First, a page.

Republic of the Philippines
G.R. No. 83768 February 28, 1990
RADIO COMMUNICATIONS OF THE PHILIPPINES, INC. (RCPI) and GLOBE MACKAY AND RADIO CORPORATION, petitioners,
RUFUS B. RODRIGUEZ, respondent.
Salalima, Ungos and David for petitioners.
Maximo G. Rodriguez for private respondent.
GUTIERREZ, JR., J.:
This petition for review on certiorari seeks to reverse the decision of the Court of Appeals which affirmed the decision of the then Court of First Instance of Rizal, Branch 17-B, Quezon City in Civil Case No. Q-26623 ordering petitioner Radio Communications of the Philippines, Inc. [RCPI] and their co-defendant Globe Mackay and Radio Corporation (Globe Mackay), jointly and severally to pay the plaintiff, private respondent herein, a total amount of Two Hundred Thirteen Thousand One Hundred Forty Eight Pesos (P213,148.00) broken down as follows: a) P100, 000.00 as moral damages; b) P50,000.00 as exemplary damages; c) P43,148.00 as actual damages; and d) P20,000.00 as attorney's fees by way of damages.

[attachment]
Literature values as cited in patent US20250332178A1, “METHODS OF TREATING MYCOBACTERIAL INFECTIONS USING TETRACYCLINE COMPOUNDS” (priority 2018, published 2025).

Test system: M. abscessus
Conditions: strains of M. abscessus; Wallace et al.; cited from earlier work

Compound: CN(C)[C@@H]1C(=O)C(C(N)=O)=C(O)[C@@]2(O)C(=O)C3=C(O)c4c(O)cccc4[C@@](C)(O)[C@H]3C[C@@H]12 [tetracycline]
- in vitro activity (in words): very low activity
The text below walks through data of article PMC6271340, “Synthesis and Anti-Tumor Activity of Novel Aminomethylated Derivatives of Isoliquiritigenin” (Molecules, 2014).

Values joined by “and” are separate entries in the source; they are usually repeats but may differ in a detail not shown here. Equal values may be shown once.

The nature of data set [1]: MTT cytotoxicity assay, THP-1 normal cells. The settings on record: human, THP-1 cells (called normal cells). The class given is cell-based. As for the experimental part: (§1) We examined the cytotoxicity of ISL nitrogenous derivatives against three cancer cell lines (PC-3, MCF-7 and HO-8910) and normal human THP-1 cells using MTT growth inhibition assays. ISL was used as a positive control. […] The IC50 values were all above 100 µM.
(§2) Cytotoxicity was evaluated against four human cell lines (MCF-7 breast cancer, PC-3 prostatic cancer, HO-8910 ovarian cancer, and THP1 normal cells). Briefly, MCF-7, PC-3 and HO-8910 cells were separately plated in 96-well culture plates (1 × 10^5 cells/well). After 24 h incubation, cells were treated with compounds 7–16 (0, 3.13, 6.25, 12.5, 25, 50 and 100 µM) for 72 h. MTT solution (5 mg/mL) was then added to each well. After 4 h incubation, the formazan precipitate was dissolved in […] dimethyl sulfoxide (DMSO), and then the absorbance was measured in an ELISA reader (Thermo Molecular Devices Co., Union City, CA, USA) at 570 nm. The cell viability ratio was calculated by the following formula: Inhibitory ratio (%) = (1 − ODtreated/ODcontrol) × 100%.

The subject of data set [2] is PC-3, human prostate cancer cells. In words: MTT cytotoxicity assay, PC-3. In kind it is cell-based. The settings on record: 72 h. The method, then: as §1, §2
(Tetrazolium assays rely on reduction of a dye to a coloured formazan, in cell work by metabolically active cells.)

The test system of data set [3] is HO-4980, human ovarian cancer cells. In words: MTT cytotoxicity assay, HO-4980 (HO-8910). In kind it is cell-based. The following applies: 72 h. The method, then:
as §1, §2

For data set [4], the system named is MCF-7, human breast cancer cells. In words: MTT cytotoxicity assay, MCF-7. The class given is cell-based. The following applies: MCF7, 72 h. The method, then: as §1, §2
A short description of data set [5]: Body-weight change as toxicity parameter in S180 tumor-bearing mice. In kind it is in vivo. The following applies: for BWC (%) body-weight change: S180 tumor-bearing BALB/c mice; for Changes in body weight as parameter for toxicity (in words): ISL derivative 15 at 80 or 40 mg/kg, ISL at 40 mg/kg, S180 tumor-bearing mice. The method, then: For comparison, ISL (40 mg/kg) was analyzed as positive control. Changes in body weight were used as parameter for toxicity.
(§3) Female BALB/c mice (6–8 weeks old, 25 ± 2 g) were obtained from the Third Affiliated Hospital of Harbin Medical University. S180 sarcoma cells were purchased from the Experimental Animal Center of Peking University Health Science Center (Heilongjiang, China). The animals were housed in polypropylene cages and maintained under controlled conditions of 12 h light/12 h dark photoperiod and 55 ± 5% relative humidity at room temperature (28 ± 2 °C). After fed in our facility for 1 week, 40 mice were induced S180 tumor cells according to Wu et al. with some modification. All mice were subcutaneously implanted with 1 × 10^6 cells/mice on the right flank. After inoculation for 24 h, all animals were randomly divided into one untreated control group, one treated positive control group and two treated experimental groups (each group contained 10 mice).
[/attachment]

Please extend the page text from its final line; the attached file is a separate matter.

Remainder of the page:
This is the second time that this case has been brought to us. The first was when petitioner RCPI questioned the decision of the Court of Appeals which refused to set aside the orders of the lower court directing execution pending appeal of the money awards. In that case (G.R. No. 59311, 134 SCRA ) we set aside the decision of the appellate court and entered a new order authorizing execution pending appeal of the award of actual damages but enjoining the execution of the award of moral damages, exemplary damages and attorney's fees until after the resolution of the issues in the main case. We summarized the facts of the case as follows: